> > new colorspace and then composited using any of the available composite
> > ops.
> Right :-).
> >>> Come to think of it, it would be nice if we could use such generators
> >>> as input for masks, too.
> >>
> >> Hmm... yes, that is harder... or is it? I'd mentioned the second channel
> >> being alpha, I don't suppose we have a DestinationOver composition mode?
> >
> > Not yet -- but it shouldn't be too hard to add.
> Ok, I'll let you think how best to do that. I think it might be best to
> decouple masks (alpha channel) from the color data, so a non-filter node
> can have color from a noise generator, regular paint layer, etc, and so
> can the mask, and the two are independent.

It's going to be nearly impossible to take the alpha channel out-of-band in 
Krita. It is possible to add a transparency mask, though.

> Which means, I think, that we still have two kinds of nodes (filters and
> "regular"),

Well, not quite-quite. In krita, there are two types of nodes: layers and 
masks. Layers are nodes that are composited together in a stack, and masks 
are nodes that affect the layer they are associated with. We've got the 
following types:

layers: group, adjustment, paint, copy (and, potentially, generated)
masks: transparency, filter, transformation, selection

So, a group layer iterates through all layers and composites them. If there is 
an adjustment layer, the composited projection up to the point where the adj. 
layer is placed will be filtered, and then composition continues.

A layer with masks will take its source paint device (either a paint device, a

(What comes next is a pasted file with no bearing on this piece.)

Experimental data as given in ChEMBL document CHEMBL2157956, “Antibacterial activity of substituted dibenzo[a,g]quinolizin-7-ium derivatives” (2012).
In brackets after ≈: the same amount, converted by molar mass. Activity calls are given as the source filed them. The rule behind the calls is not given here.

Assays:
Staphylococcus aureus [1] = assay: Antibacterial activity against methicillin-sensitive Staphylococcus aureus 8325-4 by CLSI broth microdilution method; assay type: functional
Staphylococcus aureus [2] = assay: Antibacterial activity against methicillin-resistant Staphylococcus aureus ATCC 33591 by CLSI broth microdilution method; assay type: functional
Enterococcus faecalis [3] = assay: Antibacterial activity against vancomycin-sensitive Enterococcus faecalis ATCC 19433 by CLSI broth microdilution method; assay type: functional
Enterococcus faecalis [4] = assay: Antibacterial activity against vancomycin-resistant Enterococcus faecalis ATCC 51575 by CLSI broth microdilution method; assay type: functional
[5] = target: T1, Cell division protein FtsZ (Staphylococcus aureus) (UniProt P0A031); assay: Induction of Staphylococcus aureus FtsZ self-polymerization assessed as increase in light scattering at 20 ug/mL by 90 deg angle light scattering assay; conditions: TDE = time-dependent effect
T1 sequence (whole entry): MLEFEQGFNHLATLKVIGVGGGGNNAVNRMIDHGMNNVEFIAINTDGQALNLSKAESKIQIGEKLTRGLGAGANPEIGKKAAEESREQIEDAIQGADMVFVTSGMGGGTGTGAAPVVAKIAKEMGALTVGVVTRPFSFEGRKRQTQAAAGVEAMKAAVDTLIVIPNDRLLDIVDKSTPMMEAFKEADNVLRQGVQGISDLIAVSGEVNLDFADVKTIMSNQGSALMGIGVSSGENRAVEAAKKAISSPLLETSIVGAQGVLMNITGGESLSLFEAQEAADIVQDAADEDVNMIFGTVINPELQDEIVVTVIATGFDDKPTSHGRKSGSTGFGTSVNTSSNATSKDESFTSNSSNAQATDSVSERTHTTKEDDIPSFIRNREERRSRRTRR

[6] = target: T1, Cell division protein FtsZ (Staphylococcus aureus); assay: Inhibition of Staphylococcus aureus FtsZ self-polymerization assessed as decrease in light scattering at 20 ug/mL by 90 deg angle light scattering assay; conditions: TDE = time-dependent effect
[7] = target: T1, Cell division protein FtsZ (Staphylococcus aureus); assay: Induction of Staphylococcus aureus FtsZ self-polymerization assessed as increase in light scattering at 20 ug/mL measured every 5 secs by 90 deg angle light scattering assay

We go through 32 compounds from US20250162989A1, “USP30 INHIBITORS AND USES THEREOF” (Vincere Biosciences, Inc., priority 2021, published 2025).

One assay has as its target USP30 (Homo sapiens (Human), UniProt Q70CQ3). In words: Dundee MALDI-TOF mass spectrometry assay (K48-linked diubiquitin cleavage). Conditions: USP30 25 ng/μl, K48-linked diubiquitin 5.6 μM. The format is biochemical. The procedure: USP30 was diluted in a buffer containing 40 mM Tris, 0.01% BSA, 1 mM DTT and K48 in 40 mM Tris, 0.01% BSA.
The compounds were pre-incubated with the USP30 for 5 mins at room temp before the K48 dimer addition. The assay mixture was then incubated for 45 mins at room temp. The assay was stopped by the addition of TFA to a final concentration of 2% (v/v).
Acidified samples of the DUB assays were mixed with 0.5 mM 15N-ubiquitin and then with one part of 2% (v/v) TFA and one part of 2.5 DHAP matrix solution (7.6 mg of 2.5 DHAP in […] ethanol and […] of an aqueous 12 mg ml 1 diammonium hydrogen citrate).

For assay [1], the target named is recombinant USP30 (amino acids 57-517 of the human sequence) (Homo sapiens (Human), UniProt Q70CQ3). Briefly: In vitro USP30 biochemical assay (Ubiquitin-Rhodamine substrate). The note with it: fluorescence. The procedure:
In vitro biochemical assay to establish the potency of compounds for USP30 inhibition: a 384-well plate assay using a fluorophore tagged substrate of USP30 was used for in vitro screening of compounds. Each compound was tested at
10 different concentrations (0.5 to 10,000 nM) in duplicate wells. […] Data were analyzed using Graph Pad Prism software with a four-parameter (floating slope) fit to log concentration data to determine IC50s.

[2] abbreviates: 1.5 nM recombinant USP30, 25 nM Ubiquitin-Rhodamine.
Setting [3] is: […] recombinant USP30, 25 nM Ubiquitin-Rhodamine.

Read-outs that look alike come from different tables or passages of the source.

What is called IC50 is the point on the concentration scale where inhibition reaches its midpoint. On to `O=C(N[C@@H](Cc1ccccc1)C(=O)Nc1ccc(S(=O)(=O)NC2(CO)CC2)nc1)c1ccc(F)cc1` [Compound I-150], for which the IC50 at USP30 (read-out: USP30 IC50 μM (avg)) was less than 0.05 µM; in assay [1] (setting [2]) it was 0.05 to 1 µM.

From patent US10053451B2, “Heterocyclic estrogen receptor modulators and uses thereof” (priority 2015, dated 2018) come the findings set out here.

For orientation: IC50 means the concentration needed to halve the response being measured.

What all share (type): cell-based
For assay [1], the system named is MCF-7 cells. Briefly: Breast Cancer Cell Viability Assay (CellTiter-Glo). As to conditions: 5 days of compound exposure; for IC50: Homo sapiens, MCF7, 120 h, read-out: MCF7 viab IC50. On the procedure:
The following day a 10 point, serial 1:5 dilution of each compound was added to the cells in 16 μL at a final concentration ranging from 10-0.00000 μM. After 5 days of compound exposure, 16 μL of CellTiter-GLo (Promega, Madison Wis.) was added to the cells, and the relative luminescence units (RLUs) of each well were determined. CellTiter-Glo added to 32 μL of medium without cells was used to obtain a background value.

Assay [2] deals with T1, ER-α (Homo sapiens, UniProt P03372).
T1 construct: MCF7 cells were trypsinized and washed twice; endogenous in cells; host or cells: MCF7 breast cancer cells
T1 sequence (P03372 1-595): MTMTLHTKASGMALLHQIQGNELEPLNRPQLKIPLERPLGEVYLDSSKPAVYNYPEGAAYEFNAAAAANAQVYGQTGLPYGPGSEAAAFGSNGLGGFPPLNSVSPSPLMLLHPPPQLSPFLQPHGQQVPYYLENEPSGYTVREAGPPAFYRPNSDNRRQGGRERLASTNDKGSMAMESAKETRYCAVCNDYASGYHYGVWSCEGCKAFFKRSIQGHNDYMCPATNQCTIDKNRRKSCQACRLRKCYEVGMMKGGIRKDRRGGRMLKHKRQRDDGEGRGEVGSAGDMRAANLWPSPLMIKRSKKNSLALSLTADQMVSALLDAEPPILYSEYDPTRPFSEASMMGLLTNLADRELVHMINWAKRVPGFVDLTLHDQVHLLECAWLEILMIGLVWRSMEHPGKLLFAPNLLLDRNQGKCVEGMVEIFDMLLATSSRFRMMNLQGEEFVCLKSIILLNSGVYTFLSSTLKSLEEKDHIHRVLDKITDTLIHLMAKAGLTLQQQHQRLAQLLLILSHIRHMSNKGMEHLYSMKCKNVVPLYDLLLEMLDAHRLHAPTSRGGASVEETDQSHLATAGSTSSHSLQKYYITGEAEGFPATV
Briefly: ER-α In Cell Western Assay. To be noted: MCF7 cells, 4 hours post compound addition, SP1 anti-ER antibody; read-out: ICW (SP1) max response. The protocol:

projection of child layers, a copy of (part of) another layer )or a generated 
paint device) and apply the masks on it: a transparency mask alters the alpha 
channel of the layer projection, a filter mask filters it, a transformation 
mask applies a transformation. (Selection mask is different in that it 
limites the actions of the user to just the selected pixels)

Wether we'll allow mask nodes to be nested remains to be decided, I think it 
could be useful, but it could also be too hard for users to work with.

> and generators are a type of "regular". More 
> specifically/generally, we have nodes that take the projection beneath
> them as input, and nodes that don't take input from the projection
> stack, with generators and regular layers being both in the second
> category.

Sort of: see above.
> Thanks. I'll try to summarize my thoughts on (combined with my
> understanding of your thoughts - please feel free to comment/correct as
> needed) this when I get a chance. Do we talk about the layer DAG somewhere?

The closest is this:

I'm not sure we've got a DAG as it is usually intended: it is a directed 
acyclic graph, though, and if I made a mistake when implementing copy nodes, 
it might even be infinitely cyclic. But it is also stack based, a the big 
thing missing, I have come to realize in this discussion is the input 
settings for nodes. 

Boudewijn Rempt